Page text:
The concept of ‘Personal Power vs. Positional Power’ first came to my attention in a leadership workshop (run by a previous employer).
Positional power (as the name suggests) comes from our position in life relative to other people. In a work setting it’s the thing that could be used by one person to get another to do something ‘just because’ they’re the boss1. I’ve also heard the word ‘authority’ used to describe this kind of power.
Personal power was said to be the trickier one to gain and use wisely, and was all about one person’s ability to persuade or influence another.
The main thrust of the workshop discussion seemed to be that (personal) power should be the preferred tool to use in relationships… but that it was OK to use authority if all else failed; if you really had no other choice.
Power and authority have become unpopular concepts in recent years – doubtless because we see so many examples of it being misused (deliberately or carelessly). People tend to give (personal) power less of a bad press (as books like ‘How To Win Friends And Influence People’ attest). This seems a little unfair because, as with all things, we have a responsibility to use what we have wisely; and that’s as true of (personal) power and authority as it is of a chainsaw, or a car. Used appropriately they are all useful and powerful tools; used carelessly they are likely to seriously hurt someone – even the operator. When authority or (personal) power is misused people end up feeling taken advantage of, misused and even bullied.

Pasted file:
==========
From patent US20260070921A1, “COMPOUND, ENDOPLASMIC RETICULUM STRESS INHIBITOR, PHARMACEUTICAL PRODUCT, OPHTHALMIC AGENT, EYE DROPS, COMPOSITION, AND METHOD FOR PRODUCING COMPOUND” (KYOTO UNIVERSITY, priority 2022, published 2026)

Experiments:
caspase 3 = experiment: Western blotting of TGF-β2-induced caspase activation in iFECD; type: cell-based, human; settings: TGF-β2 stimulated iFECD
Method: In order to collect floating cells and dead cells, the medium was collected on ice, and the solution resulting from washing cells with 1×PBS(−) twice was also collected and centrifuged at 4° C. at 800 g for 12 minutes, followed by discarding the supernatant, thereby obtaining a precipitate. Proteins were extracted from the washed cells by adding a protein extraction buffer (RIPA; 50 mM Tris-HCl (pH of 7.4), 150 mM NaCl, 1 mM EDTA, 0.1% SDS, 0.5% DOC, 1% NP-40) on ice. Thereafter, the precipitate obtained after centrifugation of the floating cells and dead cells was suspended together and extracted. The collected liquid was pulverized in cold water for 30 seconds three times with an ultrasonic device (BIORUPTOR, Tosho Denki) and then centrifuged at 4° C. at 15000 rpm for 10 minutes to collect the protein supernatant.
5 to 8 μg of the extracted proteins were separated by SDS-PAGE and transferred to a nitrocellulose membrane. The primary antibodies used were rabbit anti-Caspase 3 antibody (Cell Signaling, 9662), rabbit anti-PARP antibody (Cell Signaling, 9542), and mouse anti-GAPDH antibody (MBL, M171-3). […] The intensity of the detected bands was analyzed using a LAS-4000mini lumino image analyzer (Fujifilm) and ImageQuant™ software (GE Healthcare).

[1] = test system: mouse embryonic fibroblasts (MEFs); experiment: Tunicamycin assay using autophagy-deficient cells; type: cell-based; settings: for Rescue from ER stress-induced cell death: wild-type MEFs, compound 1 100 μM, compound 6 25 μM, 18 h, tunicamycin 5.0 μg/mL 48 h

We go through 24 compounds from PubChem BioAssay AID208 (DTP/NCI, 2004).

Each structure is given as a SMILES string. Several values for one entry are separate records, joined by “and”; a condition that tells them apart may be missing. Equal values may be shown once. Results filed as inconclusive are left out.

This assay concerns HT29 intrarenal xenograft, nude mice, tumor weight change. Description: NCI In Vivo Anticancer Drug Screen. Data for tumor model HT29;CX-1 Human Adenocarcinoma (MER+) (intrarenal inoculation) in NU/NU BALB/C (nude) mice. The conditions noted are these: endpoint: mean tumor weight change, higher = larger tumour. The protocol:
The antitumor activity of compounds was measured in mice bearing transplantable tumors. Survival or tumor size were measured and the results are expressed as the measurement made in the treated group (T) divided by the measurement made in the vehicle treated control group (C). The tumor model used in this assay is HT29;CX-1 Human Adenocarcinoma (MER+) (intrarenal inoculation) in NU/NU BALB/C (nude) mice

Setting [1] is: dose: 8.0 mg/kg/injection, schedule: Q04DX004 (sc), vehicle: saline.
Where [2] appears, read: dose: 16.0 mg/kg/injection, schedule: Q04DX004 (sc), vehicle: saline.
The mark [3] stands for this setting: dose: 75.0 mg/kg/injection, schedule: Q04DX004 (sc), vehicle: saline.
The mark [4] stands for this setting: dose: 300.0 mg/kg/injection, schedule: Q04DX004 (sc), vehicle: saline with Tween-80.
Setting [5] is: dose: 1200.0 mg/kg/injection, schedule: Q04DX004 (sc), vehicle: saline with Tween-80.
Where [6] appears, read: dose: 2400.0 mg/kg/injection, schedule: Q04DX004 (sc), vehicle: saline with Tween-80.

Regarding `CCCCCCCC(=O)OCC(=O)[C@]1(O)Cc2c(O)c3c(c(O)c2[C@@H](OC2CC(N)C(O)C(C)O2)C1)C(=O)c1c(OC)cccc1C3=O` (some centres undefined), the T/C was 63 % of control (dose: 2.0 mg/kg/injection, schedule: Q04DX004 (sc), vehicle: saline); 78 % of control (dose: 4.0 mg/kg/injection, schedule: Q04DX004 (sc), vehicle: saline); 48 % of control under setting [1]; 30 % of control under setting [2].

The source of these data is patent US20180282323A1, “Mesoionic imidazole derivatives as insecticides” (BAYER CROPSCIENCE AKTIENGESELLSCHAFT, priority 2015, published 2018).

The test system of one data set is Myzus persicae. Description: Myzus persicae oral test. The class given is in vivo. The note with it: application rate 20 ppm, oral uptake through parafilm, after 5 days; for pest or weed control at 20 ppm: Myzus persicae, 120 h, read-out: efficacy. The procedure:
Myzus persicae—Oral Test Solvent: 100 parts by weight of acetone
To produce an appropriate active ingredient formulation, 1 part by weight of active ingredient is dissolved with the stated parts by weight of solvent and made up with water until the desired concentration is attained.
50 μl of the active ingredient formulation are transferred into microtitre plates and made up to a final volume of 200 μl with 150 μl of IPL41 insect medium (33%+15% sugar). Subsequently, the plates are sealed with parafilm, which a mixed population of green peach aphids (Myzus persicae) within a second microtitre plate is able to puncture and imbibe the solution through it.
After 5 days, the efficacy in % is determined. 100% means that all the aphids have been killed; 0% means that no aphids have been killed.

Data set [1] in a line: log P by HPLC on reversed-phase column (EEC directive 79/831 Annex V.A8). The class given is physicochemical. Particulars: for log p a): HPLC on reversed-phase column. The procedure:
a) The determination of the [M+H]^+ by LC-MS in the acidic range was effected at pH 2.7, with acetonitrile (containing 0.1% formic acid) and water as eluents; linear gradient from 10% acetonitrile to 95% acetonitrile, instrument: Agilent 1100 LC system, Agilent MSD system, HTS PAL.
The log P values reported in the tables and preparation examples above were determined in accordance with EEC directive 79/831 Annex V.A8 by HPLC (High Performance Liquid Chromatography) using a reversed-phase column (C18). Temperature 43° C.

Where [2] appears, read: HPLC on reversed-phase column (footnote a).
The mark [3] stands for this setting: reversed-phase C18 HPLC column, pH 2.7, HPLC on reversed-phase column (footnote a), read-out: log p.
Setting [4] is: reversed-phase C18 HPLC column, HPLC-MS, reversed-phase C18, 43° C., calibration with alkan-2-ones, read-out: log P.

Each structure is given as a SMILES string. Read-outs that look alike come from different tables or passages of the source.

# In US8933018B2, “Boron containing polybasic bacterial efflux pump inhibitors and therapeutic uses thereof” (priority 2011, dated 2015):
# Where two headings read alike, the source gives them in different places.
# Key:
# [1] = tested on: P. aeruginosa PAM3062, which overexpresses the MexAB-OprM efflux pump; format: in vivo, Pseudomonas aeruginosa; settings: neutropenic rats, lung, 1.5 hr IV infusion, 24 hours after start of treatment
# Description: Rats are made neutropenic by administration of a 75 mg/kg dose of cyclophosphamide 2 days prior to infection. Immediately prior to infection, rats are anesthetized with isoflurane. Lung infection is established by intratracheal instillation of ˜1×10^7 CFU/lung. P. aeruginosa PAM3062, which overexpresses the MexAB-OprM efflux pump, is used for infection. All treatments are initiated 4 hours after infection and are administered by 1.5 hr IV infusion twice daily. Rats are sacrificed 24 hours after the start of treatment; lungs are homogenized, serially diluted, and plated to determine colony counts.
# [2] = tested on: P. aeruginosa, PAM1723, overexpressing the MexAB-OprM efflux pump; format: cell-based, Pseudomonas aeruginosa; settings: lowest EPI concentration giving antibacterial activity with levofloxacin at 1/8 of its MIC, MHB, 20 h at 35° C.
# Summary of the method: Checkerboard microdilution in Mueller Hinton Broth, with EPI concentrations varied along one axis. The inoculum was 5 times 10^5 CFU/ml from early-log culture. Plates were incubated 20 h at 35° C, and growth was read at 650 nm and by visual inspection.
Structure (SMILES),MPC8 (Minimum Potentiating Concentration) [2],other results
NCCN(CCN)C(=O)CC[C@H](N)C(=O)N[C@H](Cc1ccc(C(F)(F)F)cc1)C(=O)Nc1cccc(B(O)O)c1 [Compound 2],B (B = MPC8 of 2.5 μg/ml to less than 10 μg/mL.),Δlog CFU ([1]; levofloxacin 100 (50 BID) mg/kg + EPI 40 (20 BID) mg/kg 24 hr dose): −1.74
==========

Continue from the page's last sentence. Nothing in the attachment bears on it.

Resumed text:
The problem is that where authority in any community has been given to someone, it has been given for a reason. If it is exercised in a way that disempowers others or not exercised at all that creates a state of uncertainty in the community and people don’t like the feeling of insecurity that results. In time other people will seek to deal with their insecurity by removing the uncertainty and, since they don’t have authority, they will seek to exercise what they think do have – their (personal) power – to resolve the situation. The more insecure they feel, the harder they will try to influence others.
The challenge for us, when we’re in that situation, is to recognise where the true authority lies – as this wonderful quote from G.K. Chesterton highlights,
“If a rhinoceros were to enter this restaurant now, there is no denying he would have great power here. But I should be the first to rise and assure him that he had no authority whatever.”
Of course, if you are in a restaurant with a rampaging rhinoceros, the best way to avoid being hurt in the short-term is to stay out of it’s way …and encourage others to do the same!
I guess the same advice applies if your rhinoceros is someone exercising (personal) power inappropriately …but this is definitely something I’m exploring, pondering, learning and reflecting on – so I’ll probably have more to say about this in a future post (and reserve the right to completely contradict everything I’ve said so far!).